WASHINGTON (Sputnik) — This week, Senate Armed Services Chairman John McCain attempted to cut off any further purchase of the Russian engines, proposing US companies compete to provide the United States with a reliable, domestic space launch platform.
"We worked it out," Shelby said on Friday of the contentious debate over language in the 2017 defense spending bill to continue the use of the RD-180.
"The deal is 2022 and 18 rockets, similar to the House [defense bill]."
On Thursday night, the Senate was scrambling to reach an agreement on whether to prolong the use of the Russian engines. Senator Bill Nelson described the situation to Sputnik as "a firm state of flux."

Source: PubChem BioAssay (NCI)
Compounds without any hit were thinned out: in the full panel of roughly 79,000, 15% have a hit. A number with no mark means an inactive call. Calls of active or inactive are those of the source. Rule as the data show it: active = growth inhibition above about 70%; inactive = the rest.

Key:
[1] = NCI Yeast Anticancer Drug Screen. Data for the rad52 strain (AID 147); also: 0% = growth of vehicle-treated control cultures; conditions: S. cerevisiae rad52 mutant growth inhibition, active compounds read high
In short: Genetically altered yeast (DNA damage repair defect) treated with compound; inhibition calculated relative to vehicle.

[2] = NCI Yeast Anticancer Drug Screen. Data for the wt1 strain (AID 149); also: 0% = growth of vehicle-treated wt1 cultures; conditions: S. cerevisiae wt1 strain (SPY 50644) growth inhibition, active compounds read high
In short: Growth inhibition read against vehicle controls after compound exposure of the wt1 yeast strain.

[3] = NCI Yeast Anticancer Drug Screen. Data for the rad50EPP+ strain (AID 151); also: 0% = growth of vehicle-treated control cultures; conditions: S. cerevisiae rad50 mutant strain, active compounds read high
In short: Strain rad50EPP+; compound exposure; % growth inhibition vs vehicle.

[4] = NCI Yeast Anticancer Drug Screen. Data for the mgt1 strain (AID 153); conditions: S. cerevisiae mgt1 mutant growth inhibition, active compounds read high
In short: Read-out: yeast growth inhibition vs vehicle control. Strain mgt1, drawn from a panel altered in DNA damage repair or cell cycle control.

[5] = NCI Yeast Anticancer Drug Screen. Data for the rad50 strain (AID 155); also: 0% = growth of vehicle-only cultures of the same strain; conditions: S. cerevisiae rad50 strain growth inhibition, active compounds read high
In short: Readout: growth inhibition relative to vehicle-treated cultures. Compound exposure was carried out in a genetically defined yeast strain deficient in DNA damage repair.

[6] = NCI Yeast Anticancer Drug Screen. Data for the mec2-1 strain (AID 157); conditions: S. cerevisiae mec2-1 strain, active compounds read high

McCain argued that the continued US purchase of the RD-180 engine, used in the Atlas 5 rocket, benefits Russian officials that have been sanctioned by the United States. Those individuals include Russian Deputy Prime Minister Dmitry Rogozin, CEO of Rostec Corporation, Sergey Chemezov, and the head of Roscosmos, Igor Komarov.
Opponents of McCain’s measure argued that abruptly ending the use of the Russian engines could jeopardize US access to space and fast-tracking a new space launch platform or engine could cost up to $1.5 billion.
US President Barack Obama threatened to veto the Senate defense bill if it included restrictions on RD-180 purchases that would jeopardize US access to space. The defense bill cleared a procedural hurdle in the Senate early on Friday morning. A final vote on the legislation is expected next week.
The two largest US defense contractors, Boeing and Lockheed Martin, use the RD-180 engine in their joint venture, the United Launch Alliance (ULA).